The teaser photos released just after Christmas of the 2020 Defender accomplished Land Rover's goal of dominating the automotive news cycle for a few days before New Year's. But the silhouette of the vehicle, clearly visible under the camouflage, disappointed many Defender fans.
Critics of new Defender design should reserve judgment
First: There's more to the teaser photos that can't be seen. And second: Designing the new Defender was always going to upset one group of fans or another.
Just over a year ago when I saw McGovern, I asked him about his vision for the next Defender. He laid it out straight: "I am a modernist," he told me. "I'm looking forward, not back."
But if we look at how McGovern's team has overseen the Range Rover and Discovery design language — paying homage to each vehicle's iconic design cues but marrying them with the latest lighting technologies and materials and with aerodynamic tweaks — you'll have a good idea of what the 2020 Defender really looks like.
While no one argues that the original Land Rover Series 1, 2 and 3 and later Defender models are not among the industry's most recognized and loved vehicles, there is probably no way that same basic shape could be revised for duty in the coming years.
Land Rover, like all other automakers, has strict global emissions and safety standards to meet, rules that were not even being dreamed of by politicians when the original Land Rover was designed as an agricultural vehicle in the mid-1940s.
The Defender coming in 2020 has to be a completely modern vehicle if it is going to compete with other rugged, off-road vehicles from Toyota, Nissan, Jeep and Mercedes.
That means, unlike the Defender that went out of production in 2016, the new version will need to be watertight. It must have a suitable air conditioner and heater. It can't rattle and have massive air leaks around the convertible top and windows. And like all modern vehicles, the new Defender has to be able to protect not only occupants in a crash, but pedestrians, too.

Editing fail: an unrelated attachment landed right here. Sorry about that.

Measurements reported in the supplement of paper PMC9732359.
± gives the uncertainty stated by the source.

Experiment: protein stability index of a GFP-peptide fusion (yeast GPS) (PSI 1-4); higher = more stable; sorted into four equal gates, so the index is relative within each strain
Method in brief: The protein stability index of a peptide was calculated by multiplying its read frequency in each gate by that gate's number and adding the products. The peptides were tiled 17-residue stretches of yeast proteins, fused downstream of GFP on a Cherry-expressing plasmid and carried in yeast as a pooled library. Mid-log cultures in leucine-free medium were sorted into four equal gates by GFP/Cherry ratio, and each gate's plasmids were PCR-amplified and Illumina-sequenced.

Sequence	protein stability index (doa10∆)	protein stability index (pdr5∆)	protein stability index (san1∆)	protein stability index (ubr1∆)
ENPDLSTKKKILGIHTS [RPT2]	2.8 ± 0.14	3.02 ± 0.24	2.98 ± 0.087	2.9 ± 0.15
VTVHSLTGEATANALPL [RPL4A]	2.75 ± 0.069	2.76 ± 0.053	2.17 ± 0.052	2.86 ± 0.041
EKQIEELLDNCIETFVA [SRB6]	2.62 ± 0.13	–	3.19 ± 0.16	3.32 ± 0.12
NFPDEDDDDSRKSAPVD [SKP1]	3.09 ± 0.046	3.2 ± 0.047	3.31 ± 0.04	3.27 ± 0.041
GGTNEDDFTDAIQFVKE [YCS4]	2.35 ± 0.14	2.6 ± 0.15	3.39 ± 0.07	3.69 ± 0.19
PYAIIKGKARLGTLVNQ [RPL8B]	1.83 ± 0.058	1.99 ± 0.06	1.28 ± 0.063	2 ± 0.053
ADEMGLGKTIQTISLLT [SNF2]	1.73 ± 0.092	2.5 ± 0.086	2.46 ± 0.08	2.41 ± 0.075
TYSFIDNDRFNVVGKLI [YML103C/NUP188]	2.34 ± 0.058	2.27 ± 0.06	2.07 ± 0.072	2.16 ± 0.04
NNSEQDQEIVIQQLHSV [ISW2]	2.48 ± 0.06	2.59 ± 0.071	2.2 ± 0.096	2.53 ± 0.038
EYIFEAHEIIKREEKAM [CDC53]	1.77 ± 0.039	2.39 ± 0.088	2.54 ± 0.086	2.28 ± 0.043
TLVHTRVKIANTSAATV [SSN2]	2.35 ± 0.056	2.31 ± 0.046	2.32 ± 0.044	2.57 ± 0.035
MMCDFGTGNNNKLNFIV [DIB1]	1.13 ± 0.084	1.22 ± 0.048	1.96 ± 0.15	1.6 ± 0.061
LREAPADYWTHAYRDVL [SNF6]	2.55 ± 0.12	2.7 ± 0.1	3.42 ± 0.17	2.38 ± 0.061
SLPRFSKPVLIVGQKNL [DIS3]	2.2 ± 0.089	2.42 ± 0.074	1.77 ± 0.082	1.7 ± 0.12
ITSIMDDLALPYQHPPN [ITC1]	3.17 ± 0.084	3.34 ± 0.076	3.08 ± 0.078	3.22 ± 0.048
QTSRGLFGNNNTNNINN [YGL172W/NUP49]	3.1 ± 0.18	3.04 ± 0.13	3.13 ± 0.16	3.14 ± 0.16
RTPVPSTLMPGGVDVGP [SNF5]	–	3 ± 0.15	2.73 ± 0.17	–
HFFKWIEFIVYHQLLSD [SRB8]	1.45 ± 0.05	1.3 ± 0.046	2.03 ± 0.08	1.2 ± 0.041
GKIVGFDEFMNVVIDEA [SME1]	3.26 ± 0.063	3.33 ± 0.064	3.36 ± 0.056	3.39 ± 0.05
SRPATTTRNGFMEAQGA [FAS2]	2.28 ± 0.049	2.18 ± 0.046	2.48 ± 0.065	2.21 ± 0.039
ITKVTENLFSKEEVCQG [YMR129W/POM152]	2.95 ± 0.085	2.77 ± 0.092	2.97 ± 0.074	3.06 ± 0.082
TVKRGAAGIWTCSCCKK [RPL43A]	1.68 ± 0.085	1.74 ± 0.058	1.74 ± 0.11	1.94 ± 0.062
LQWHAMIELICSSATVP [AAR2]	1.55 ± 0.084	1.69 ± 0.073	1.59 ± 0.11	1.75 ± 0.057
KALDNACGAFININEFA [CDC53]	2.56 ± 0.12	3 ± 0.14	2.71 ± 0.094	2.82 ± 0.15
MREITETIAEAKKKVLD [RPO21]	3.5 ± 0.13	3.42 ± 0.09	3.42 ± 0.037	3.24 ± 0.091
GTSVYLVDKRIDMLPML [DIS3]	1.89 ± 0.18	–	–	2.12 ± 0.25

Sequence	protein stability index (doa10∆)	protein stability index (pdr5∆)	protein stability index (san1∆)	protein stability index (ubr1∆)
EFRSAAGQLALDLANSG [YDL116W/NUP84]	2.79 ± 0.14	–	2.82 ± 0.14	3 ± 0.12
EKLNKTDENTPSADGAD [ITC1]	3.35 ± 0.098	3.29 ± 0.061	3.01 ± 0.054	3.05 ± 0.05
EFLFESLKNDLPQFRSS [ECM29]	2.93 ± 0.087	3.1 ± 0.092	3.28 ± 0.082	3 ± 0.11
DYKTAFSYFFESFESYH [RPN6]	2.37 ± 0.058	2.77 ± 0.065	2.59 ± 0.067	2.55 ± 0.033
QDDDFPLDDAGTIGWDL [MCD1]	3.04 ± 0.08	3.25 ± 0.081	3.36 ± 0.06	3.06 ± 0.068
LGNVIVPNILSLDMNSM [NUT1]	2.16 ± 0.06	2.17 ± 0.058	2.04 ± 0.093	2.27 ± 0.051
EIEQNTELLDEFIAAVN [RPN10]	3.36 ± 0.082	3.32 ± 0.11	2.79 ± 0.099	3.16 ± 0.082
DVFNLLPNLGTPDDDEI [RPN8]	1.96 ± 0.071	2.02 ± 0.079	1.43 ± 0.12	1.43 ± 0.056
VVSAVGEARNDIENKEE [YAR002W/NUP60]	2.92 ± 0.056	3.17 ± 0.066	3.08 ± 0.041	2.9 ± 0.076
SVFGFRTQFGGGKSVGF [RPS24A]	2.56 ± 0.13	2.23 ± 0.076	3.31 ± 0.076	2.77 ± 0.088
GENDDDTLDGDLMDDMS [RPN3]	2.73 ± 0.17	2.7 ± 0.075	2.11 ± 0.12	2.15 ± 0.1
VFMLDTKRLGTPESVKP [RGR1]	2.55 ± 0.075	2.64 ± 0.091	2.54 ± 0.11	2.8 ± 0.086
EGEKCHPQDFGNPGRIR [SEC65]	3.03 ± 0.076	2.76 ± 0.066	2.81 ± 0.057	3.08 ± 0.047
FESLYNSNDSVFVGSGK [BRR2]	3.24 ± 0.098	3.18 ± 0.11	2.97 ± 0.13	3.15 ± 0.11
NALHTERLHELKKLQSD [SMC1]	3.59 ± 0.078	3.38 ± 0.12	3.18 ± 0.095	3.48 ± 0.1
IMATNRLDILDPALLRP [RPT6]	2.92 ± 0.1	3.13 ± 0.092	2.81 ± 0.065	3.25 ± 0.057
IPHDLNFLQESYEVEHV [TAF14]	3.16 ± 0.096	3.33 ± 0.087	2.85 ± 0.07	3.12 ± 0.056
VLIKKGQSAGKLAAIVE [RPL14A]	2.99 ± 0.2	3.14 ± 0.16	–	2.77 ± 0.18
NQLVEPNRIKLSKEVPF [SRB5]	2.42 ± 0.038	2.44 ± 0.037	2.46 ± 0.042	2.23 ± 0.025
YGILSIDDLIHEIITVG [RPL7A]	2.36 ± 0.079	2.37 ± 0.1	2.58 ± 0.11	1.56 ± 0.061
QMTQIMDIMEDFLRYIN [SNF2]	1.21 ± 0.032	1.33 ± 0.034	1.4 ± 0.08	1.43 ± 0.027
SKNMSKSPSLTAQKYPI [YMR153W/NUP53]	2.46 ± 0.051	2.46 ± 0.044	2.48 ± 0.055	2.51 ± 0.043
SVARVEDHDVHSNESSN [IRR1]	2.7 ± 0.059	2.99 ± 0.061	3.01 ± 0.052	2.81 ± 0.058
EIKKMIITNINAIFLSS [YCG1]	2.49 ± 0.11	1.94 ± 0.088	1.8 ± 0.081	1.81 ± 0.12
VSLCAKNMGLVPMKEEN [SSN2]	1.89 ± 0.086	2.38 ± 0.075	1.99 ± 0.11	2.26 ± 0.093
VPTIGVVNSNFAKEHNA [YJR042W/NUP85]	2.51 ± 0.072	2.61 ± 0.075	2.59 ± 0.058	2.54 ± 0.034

Accomplishing all that while retaining the basic shape of the original Defender might not have been technically possible to do without an unlimited budget. And price is a key factor here. Land Rover needs to sell a lot of Defenders globally and at a reasonable profit. The old model, mostly hand-built, didn't return much cash to Land Rover's bank account.
To those who see the photos outlining the next Defender and are disappointed, I would say:
1. Let's wait until the camouflage is off, so we can see the real vehicle and all of its design details. McGovern's team understands the Defender's unique place in automotive history. There's likely all sorts of shape-changing foam and other items under the camo designed to disguise the vehicle's true appearance.
2. The Defender has almost always been about enabling the driver to fearlessly — and safely — venture far off-road and into the most inhospitable terrain. Let's wait and see how capable the Defender is, outfitted with Land Rover's suite of all-terrain driving technologies.
3. We know nothing of the models slated for production or pricing. Let's see how the Defender performs against the competition.
If we look at how retro-styled vehicles have fared over the last 20 years, with few exceptions, nostalgia is a dead-end road. A new Defender must be safe, fuel efficient, extremely capable off-road and tough looking. But it doesn't have to be a dead ringer for a 1955 model.
You may email Richard Truett at [email protected]
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